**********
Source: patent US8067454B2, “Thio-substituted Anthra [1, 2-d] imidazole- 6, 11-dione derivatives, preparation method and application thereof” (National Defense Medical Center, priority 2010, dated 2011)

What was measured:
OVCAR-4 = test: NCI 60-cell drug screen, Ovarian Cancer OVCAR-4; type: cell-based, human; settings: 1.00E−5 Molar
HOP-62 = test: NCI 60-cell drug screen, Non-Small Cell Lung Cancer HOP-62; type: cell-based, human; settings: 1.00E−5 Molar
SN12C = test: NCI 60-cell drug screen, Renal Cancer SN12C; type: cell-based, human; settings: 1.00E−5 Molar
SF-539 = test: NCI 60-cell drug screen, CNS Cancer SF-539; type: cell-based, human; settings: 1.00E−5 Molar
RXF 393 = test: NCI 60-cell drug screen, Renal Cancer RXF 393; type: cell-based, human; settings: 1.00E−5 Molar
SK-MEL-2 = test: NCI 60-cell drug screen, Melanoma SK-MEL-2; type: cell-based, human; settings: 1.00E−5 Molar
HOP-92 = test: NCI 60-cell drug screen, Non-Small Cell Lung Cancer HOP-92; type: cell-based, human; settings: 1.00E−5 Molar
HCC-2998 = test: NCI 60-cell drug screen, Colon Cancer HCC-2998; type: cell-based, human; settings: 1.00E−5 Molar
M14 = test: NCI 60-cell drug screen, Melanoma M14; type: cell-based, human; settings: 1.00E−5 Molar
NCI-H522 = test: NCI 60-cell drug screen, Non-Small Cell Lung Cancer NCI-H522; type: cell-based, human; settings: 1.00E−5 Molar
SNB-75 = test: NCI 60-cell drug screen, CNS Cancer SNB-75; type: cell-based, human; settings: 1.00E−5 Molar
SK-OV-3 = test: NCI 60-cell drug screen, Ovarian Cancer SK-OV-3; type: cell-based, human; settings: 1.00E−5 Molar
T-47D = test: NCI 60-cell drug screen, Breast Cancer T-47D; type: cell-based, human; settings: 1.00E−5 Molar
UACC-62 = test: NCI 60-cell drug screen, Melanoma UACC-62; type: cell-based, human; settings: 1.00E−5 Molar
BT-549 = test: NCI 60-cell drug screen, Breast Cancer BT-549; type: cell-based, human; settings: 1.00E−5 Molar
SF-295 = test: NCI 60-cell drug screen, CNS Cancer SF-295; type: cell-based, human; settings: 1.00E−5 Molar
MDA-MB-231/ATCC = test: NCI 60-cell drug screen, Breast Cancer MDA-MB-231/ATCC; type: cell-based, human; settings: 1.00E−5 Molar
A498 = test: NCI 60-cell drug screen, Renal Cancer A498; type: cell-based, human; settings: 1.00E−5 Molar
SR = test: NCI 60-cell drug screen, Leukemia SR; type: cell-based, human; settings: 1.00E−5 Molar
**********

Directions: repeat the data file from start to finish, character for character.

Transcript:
Source: patent US8067454B2, “Thio-substituted Anthra [1, 2-d] imidazole- 6, 11-dione derivatives, preparation method and application thereof” (National Defense Medical Center, priority 2010, dated 2011)

What was measured:
OVCAR-4 = test: NCI 60-cell drug screen, Ovarian Cancer OVCAR-4; type: cell-based, human; settings: 1.00E−5 Molar
HOP-62 = test: NCI 60-cell drug screen, Non-Small Cell Lung Cancer HOP-62; type: cell-based, human; settings: 1.00E−5 Molar
SN12C = test: NCI 60-cell drug screen, Renal Cancer SN12C; type: cell-based, human; settings: 1.00E−5 Molar
SF-539 = test: NCI 60-cell drug screen, CNS Cancer SF-539; type: cell-based, human; settings: 1.00E−5 Molar
RXF 393 = test: NCI 60-cell drug screen, Renal Cancer RXF 393; type: cell-based, human; settings: 1.00E−5 Molar
SK-MEL-2 = test: NCI 60-cell drug screen, Melanoma SK-MEL-2; type: cell-based, human; settings: 1.00E−5 Molar
HOP-92 = test: NCI 60-cell drug screen, Non-Small Cell Lung Cancer HOP-92; type: cell-based, human; settings: 1.00E−5 Molar
HCC-2998 = test: NCI 60-cell drug screen, Colon Cancer HCC-2998; type: cell-based, human; settings: 1.00E−5 Molar
M14 = test: NCI 60-cell drug screen, Melanoma M14; type: cell-based, human; settings: 1.00E−5 Molar
NCI-H522 = test: NCI 60-cell drug screen, Non-Small Cell Lung Cancer NCI-H522; type: cell-based, human; settings: 1.00E−5 Molar
SNB-75 = test: NCI 60-cell drug screen, CNS Cancer SNB-75; type: cell-based, human; settings: 1.00E−5 Molar
SK-OV-3 = test: NCI 60-cell drug screen, Ovarian Cancer SK-OV-3; type: cell-based, human; settings: 1.00E−5 Molar
T-47D = test: NCI 60-cell drug screen, Breast Cancer T-47D; type: cell-based, human; settings: 1.00E−5 Molar
UACC-62 = test: NCI 60-cell drug screen, Melanoma UACC-62; type: cell-based, human; settings: 1.00E−5 Molar
BT-549 = test: NCI 60-cell drug screen, Breast Cancer BT-549; type: cell-based, human; settings: 1.00E−5 Molar
SF-295 = test: NCI 60-cell drug screen, CNS Cancer SF-295; type: cell-based, human; settings: 1.00E−5 Molar
MDA-MB-231/ATCC = test: NCI 60-cell drug screen, Breast Cancer MDA-MB-231/ATCC; type: cell-based, human; settings: 1.00E−5 Molar
A498 = test: NCI 60-cell drug screen, Renal Cancer A498; type: cell-based, human; settings: 1.00E−5 Molar
SR = test: NCI 60-cell drug screen, Leukemia SR; type: cell-based, human; settings: 1.00E−5 Molar